!DOCTYPE html PUBLIC "-//W3C//DTD XHTML 1.0 Strict//EN" "http://www.w3.org/TR/xhtml1/DTD/xhtml1-strict.dtd"> Streamline Training & Documentation: The Case for 2-D Graphics

Thursday, January 17, 2008

The Case for 2-D Graphics

Graphs with a gratuitous third dimension have always been one of my pet peeves — since they reduce clarity — but I'm not a professional graphic artist, so I'd hesitate to sound off on my own. It turns out, I don't have to. As Brad DeLong would say, I can outsource to Garr Reynolds, an acknowledged expert on the art of presenting well:

Question: Why do you think 2-D graphs are better than 3-D graphs?

Answer: 3D charts and graphs are very popular with consumers, but in almost every case it is preferable to use 2-D graphics to display 2-D data. Charts with 3-D depth and distortion usually make things harder to see, not easier. Some of the precision is lost. There is beauty in the simple display of the data itself, there is no need to decorate with distorted perspectives. If the graphic is just for showing the roughest of general trends, then there is nothing really wrong with a 3-D chart I suppose, but when you are trying to show a true visual representation of the data in the clearest way possible, a simple chart without 3-D adornment is usually better.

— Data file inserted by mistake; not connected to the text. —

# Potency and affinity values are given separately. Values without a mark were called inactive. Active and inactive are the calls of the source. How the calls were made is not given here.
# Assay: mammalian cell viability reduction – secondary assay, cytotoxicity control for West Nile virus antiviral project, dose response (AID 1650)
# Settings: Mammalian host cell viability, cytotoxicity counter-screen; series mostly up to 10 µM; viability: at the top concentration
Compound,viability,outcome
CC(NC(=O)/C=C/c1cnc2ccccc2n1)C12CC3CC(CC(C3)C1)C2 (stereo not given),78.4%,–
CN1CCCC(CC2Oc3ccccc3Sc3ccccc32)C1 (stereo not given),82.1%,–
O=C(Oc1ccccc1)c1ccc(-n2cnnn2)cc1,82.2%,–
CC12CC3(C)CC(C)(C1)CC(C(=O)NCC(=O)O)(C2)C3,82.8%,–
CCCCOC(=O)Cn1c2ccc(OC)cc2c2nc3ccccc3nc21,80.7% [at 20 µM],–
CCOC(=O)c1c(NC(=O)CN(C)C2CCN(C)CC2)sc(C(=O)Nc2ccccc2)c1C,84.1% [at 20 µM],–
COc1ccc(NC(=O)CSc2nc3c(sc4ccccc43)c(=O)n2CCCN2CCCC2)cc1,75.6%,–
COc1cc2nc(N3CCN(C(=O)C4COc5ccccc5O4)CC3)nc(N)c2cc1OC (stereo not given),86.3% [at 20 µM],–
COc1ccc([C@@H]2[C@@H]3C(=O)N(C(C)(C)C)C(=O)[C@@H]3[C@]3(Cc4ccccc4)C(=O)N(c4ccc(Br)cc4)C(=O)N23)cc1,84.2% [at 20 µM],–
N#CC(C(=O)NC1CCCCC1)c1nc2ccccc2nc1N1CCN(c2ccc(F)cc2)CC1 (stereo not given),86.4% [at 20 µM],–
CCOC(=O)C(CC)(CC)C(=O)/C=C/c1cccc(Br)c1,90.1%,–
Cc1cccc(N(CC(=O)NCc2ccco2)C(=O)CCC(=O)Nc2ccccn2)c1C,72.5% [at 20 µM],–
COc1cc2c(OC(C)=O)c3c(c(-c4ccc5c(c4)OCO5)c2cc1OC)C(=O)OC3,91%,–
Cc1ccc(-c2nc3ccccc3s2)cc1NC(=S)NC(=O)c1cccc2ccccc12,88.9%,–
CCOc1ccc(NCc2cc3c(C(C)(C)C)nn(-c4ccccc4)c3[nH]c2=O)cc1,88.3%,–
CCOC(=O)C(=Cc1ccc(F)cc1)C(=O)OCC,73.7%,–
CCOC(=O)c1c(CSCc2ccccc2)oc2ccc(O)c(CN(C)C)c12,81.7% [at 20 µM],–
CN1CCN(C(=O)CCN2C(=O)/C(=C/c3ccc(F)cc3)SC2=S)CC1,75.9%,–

Source: "Ten Questions with Garr Reynolds," a post from the blog of Guy Kawasaki, also a presentations expert. (Another interesting Kawasaki interview is the one he conducted with Chip and Dan Heath, co-authors of Made to Stick: Why Some Ideas Survive and Others Die.)